There is little question that a pre-hike buying frenzy took place, with spend in 2014 well up from 2013 levels over the same period. More significantly though, sentiments are up: consumers are more excited about purchasing luxury goods than they have been in recent years. For the first time since the disastrous earthquake, tsunami, and nuclear accident of 2011, we have seen a decline in the percentage of respondents who feel that showing off luxury goods is “in poor taste.” And though our survey found that consumers of all ages are buying luxury goods less often than in the past and have maintained a strong value focus, the trend of trading up to higher end, as well as to value, brands has largely remained stable.
For the second year running, our Japan Luxury Consumer Survey specifically asked respondents which brands they were buying. Not surprisingly, the top brands in each category reveal a mix of traditional luxury names together with a rising contingent of what US and European industry experts call “casual luxury” – brands which fit into the luxury category, but with slightly lower value-based price points. Other noteworthy findings from McKinsey’s 2014 Japan Luxury Consumer Survey follow.
Generation gaps widening
While there are clear similarities in shopping behavior across age groups, the differences are stark. In terms of similarities, we observe that all age groups still peer into storefront windows before checking their smartphone, PC, or a magazine. All age groups, as noted above, have cut back on their buying frequency and display greater value orientation than they have in the years before 2011. At the same time, average annual spend is up and there is a greater willingness to pay full price for luxury items across age groups, with a similarly uniform drop in the ratio of those who feel that “owning luxury goods is not as special as it used to be.”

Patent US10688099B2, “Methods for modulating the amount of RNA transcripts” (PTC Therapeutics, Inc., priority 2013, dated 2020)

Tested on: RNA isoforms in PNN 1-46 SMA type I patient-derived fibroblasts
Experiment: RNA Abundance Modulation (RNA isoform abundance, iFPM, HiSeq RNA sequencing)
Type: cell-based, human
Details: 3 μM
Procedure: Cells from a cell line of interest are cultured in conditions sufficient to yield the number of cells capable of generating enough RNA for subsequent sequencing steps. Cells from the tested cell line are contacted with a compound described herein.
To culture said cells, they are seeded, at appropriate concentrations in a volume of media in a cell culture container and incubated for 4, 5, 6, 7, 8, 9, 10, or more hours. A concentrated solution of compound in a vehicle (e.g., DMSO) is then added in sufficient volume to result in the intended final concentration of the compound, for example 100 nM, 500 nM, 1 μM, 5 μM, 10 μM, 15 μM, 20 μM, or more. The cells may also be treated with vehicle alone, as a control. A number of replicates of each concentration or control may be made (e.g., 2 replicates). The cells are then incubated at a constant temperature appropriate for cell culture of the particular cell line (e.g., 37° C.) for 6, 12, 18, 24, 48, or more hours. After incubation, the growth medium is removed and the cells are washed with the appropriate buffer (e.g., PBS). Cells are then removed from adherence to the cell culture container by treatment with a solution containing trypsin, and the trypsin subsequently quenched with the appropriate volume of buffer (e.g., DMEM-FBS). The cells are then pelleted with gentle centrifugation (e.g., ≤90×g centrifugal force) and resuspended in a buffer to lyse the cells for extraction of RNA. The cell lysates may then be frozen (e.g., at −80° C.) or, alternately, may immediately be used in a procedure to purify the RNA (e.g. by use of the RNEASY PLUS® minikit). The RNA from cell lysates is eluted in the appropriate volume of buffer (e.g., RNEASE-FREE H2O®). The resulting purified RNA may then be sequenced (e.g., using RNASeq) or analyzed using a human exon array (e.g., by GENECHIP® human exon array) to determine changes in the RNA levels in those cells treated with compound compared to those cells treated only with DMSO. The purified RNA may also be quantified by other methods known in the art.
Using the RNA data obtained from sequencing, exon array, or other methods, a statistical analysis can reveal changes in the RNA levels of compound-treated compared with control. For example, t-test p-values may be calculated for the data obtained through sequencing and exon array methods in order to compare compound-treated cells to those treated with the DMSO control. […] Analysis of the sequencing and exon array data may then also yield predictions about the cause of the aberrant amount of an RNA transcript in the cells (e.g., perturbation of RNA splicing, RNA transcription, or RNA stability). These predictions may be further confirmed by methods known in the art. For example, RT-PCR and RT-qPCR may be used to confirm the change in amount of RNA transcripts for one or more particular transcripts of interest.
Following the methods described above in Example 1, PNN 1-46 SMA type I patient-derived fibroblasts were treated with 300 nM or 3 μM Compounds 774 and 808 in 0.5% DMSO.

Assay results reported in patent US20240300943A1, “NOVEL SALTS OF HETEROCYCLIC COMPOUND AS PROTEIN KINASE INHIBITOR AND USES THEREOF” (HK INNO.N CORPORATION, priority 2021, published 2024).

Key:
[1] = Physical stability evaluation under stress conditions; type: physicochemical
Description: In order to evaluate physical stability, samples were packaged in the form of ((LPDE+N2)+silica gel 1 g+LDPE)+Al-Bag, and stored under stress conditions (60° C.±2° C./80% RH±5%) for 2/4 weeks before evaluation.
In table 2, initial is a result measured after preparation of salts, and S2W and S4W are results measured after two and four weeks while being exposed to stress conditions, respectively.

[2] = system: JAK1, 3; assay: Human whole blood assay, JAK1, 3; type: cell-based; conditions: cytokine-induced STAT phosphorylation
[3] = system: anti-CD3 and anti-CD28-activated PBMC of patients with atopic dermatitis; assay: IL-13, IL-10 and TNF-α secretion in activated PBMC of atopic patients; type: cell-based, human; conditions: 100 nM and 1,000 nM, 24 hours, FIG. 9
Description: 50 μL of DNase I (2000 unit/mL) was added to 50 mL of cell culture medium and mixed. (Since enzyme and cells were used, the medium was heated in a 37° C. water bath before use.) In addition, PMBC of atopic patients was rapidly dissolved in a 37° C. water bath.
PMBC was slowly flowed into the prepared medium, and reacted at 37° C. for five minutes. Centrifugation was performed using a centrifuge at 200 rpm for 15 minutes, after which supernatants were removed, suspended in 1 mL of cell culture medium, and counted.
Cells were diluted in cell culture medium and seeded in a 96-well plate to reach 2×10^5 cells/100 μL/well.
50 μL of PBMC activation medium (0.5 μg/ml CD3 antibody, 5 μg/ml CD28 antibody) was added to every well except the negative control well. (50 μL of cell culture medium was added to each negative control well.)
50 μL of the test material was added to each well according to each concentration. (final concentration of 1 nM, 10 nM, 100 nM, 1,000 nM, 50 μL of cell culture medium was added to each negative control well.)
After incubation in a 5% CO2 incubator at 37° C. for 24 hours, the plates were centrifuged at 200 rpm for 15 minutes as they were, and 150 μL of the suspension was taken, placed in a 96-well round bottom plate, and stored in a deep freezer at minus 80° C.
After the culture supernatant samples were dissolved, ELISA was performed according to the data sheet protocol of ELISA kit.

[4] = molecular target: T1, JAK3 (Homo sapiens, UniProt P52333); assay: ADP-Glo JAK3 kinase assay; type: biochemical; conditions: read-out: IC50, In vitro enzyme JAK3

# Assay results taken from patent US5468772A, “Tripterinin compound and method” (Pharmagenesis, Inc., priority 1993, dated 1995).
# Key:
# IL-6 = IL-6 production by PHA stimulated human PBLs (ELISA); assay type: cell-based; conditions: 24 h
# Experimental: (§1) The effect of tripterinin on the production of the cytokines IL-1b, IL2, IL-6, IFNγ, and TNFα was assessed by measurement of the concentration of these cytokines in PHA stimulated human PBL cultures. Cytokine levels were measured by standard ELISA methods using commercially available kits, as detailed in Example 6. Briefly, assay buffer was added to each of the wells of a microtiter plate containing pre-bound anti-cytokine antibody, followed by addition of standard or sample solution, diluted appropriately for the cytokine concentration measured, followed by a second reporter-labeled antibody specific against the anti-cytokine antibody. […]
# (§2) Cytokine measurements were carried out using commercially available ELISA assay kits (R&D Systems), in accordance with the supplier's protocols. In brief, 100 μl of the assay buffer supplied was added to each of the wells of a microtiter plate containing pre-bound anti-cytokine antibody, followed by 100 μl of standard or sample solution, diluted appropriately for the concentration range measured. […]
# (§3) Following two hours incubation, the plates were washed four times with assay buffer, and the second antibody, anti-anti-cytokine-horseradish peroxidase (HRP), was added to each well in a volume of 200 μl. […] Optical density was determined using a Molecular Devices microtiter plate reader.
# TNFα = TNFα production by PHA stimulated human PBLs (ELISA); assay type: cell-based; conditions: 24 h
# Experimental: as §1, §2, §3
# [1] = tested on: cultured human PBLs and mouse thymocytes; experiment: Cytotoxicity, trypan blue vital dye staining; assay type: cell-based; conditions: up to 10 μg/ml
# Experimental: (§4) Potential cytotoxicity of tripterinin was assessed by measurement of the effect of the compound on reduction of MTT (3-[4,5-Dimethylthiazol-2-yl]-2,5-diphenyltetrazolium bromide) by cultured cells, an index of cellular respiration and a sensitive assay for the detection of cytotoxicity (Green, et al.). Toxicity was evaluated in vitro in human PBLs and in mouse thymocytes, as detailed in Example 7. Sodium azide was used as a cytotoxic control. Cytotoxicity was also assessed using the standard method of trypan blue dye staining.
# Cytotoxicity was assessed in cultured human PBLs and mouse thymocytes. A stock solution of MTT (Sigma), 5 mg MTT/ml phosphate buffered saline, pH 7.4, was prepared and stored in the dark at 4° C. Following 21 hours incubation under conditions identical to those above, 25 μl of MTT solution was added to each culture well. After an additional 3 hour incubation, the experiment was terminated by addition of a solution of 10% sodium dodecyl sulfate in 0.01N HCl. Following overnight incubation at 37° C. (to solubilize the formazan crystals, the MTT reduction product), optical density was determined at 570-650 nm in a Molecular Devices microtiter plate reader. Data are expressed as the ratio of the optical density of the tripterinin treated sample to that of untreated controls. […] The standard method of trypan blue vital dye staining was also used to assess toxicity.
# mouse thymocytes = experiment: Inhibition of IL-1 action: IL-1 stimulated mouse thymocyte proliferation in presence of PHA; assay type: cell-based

A closer look at each age cohort, however, reveals a distinct consumer “personality” and even role in the overall luxury market. Those in their 50s and up, for example, represent the bubble generation. Trained to consume and excited to try new products such as smartphones and electric vehicles, this segment loves classic luxury brands and is also generally well off. To a large extent, the 50s+ set still drives consumption trends in Japan.
Those in their 20s – the sons and daughters of the bubble generation – are of particular interest to luxury brands as they have no direct experience with the economic downturn, having come to adulthood just as the economy has recovered. As such, they are seeing more full-time employment opportunities and stable incomes, have a more global perspective, and are more optimistic. At the same time, they are also a more practical generation than their elders, with a stronger value orientation, and are less likely to purchase luxury brands purely for the label.